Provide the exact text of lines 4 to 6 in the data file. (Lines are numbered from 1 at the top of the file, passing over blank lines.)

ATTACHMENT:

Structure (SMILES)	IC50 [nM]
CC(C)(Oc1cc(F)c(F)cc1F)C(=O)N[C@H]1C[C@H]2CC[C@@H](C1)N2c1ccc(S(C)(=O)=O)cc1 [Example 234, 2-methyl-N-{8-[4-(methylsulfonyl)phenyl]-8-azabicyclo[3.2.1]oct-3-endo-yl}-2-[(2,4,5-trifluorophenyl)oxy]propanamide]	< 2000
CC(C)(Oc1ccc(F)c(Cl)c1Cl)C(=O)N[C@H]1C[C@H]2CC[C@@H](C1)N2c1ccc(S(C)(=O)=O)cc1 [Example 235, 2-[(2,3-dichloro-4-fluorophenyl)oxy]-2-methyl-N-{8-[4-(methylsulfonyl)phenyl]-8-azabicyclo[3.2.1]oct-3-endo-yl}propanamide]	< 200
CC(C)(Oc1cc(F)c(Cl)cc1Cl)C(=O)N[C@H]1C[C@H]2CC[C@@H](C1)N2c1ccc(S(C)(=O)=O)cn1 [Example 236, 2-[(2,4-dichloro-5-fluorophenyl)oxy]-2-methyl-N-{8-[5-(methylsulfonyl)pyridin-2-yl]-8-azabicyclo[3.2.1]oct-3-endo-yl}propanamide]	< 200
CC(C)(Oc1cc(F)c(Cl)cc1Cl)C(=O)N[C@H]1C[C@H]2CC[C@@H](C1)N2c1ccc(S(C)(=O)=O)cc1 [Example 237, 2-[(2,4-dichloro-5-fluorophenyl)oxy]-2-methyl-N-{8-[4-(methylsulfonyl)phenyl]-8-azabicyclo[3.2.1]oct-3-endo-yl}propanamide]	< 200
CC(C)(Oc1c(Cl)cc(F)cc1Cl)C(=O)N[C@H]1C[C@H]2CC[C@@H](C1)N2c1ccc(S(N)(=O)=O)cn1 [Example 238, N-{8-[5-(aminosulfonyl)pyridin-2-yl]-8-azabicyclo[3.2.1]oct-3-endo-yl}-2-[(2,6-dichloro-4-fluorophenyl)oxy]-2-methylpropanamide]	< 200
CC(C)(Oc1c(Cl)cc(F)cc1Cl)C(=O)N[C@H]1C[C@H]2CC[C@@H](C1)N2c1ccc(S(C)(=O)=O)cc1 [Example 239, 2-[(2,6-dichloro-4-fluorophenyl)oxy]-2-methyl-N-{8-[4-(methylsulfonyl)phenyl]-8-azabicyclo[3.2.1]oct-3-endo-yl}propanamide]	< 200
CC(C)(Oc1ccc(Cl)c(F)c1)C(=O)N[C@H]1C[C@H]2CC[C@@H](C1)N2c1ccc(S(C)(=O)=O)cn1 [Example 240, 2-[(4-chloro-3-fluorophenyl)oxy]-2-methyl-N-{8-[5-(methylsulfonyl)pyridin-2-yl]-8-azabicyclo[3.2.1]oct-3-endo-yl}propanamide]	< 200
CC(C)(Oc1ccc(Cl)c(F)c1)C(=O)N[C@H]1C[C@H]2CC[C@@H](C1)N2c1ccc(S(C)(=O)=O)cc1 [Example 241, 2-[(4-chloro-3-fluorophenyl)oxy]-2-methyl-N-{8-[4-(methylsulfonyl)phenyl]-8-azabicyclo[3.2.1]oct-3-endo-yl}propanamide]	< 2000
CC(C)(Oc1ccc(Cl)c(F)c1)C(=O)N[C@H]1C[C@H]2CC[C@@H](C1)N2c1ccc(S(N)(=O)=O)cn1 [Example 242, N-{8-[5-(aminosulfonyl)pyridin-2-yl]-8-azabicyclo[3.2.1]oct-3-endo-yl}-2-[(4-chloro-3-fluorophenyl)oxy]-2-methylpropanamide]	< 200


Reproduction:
CC(C)(Oc1cc(F)c(Cl)cc1Cl)C(=O)N[C@H]1C[C@H]2CC[C@@H](C1)N2c1ccc(S(C)(=O)=O)cn1 [Example 236, 2-[(2,4-dichloro-5-fluorophenyl)oxy]-2-methyl-N-{8-[5-(methylsulfonyl)pyridin-2-yl]-8-azabicyclo[3.2.1]oct-3-endo-yl}propanamide]	< 200
CC(C)(Oc1cc(F)c(Cl)cc1Cl)C(=O)N[C@H]1C[C@H]2CC[C@@H](C1)N2c1ccc(S(C)(=O)=O)cc1 [Example 237, 2-[(2,4-dichloro-5-fluorophenyl)oxy]-2-methyl-N-{8-[4-(methylsulfonyl)phenyl]-8-azabicyclo[3.2.1]oct-3-endo-yl}propanamide]	< 200
CC(C)(Oc1c(Cl)cc(F)cc1Cl)C(=O)N[C@H]1C[C@H]2CC[C@@H](C1)N2c1ccc(S(N)(=O)=O)cn1 [Example 238, N-{8-[5-(aminosulfonyl)pyridin-2-yl]-8-azabicyclo[3.2.1]oct-3-endo-yl}-2-[(2,6-dichloro-4-fluorophenyl)oxy]-2-methylpropanamide]	< 200